The Executive Yuan yesterday said it respects mahjong players’ right to associate as it criticized the Mahjong Promotion Party for misrepresenting the nations’ laws regarding the game.
The party yesterday held a founding event for the media and bought half-page advertisements in three news dailies seeking to promote the culture of mahjong and “decriminalize” playing the game.
Party founder Kuo Hsi (郭璽) and convener Chang Hua-te (張華特) urged mahjong players to become party members, adding that there are no membership fees and there would be no obligation to take part in party activities.
“We are founding a new party to overturn the tarnished image of mahjong,” the advertisements read.
Executive Yuan Spokesman Lo Ping-cheng (羅秉成) said that Taiwanese laws do not forbid the playing of mahjong, only gambling in public.
Article 266 of the Criminal Code states: “A person who gambles in a public place or a place open to the public shall be sentenced to a fine of not more than NT$50,000. The same shall apply to gambling via telecommunication equipment, electronic communication, the Internet or similar means.”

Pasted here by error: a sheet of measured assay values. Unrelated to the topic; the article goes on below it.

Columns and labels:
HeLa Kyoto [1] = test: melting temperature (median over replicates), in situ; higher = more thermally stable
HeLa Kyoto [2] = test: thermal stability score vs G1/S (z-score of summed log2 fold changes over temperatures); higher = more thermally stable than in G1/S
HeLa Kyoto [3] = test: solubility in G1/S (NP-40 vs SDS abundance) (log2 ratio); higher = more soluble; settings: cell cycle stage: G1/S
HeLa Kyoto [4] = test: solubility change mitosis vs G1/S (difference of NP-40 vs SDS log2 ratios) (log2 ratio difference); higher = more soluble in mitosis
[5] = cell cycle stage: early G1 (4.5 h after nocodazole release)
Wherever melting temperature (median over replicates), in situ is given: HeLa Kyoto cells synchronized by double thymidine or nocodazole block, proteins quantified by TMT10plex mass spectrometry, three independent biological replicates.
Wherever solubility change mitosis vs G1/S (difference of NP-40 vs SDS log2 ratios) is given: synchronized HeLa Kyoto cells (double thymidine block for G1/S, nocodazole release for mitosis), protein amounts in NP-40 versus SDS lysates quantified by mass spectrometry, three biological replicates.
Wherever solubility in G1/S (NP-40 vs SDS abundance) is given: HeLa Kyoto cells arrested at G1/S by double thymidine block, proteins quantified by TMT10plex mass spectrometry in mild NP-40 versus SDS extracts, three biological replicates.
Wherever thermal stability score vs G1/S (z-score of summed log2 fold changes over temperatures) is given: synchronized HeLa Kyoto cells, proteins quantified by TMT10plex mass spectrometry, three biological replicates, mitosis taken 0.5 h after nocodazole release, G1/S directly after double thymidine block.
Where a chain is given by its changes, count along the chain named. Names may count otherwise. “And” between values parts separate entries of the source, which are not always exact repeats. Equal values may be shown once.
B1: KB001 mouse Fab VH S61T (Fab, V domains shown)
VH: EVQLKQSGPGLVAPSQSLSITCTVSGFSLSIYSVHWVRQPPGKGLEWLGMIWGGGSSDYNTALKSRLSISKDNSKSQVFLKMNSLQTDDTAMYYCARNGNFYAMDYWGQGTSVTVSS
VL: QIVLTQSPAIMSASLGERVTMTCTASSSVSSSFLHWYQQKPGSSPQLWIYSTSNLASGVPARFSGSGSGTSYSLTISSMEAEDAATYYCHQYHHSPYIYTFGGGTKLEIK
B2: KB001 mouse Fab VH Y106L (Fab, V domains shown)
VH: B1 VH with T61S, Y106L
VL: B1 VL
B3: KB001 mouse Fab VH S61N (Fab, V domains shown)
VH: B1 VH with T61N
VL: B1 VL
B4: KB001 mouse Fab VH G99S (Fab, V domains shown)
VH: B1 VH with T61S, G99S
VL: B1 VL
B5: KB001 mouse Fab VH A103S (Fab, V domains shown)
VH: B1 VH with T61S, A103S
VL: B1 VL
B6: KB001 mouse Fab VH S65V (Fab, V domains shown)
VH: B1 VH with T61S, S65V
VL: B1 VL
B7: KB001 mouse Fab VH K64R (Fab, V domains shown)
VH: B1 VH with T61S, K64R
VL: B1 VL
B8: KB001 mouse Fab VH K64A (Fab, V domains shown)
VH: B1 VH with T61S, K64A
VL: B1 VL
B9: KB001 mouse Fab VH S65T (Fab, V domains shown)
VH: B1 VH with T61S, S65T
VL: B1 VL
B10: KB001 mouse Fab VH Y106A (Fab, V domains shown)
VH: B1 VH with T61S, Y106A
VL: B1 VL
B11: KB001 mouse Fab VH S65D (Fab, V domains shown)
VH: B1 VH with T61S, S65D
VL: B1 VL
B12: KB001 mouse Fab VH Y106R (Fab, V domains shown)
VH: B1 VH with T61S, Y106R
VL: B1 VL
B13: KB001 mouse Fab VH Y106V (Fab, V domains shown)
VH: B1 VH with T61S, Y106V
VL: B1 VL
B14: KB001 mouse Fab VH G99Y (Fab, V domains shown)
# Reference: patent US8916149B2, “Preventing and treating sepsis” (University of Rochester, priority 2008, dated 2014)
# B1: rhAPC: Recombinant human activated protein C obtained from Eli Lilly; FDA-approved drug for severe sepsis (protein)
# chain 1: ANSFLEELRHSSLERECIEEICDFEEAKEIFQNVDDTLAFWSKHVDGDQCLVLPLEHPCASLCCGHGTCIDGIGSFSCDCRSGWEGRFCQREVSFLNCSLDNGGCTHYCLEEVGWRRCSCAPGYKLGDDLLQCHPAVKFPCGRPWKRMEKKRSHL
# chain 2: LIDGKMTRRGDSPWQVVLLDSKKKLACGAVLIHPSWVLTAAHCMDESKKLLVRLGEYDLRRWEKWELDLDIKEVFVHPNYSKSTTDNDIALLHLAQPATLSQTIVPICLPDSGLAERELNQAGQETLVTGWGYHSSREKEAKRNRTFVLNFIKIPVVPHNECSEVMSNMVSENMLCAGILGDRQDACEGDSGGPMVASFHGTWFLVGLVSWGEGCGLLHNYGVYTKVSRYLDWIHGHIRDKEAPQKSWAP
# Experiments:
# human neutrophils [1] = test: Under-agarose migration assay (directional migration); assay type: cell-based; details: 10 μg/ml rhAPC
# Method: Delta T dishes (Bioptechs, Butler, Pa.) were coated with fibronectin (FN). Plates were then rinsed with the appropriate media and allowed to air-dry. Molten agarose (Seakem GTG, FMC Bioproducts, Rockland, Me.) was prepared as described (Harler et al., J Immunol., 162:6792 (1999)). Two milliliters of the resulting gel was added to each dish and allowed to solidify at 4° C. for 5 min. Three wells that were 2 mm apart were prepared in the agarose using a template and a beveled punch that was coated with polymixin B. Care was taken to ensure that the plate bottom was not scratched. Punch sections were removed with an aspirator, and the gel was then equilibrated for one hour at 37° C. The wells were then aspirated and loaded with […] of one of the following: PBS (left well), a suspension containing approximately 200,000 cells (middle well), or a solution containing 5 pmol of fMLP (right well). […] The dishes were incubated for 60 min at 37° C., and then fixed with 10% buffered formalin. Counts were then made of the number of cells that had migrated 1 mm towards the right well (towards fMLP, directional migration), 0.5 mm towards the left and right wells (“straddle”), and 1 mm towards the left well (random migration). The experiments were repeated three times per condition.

Article 268 states: “A person who intends to profit by furnishing a place to gamble or assembles people to gamble shall be sentenced to imprisonment for not more than three years; a fine of not more than NT$90,000 may also be imposed.”
Lo said that one must gamble to be considered in contravention of the above two acts.
Lo cited the defunct Chunghwa Mahjong Competitive Association as confirmation that mahjong is legal to play, saying that the association would otherwise not have been able to establish in 2002.
The association was ordered to disband after contravening Article 268 of the Criminal Code in 2018, Lo said.
Playing mahjong for entertainment does not contravene the law if gambling is not involved, Lo added.
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